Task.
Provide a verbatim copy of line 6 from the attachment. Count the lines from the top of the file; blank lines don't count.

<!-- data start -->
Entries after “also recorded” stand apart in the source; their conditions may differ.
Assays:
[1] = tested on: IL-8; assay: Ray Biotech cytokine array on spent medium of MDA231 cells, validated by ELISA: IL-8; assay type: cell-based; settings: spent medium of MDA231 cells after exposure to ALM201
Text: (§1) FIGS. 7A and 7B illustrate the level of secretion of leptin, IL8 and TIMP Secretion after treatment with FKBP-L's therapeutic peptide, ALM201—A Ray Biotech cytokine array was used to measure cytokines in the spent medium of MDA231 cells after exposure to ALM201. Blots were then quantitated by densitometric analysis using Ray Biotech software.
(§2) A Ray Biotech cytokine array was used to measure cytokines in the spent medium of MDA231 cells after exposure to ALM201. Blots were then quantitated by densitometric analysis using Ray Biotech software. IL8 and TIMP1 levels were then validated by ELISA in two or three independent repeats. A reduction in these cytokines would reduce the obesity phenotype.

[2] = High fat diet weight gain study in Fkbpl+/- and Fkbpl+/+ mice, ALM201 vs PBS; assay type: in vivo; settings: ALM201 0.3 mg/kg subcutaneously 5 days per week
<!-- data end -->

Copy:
[2] = High fat diet weight gain study in Fkbpl+/- and Fkbpl+/+ mice, ALM201 vs PBS; assay type: in vivo; settings: ALM201 0.3 mg/kg subcutaneously 5 days per week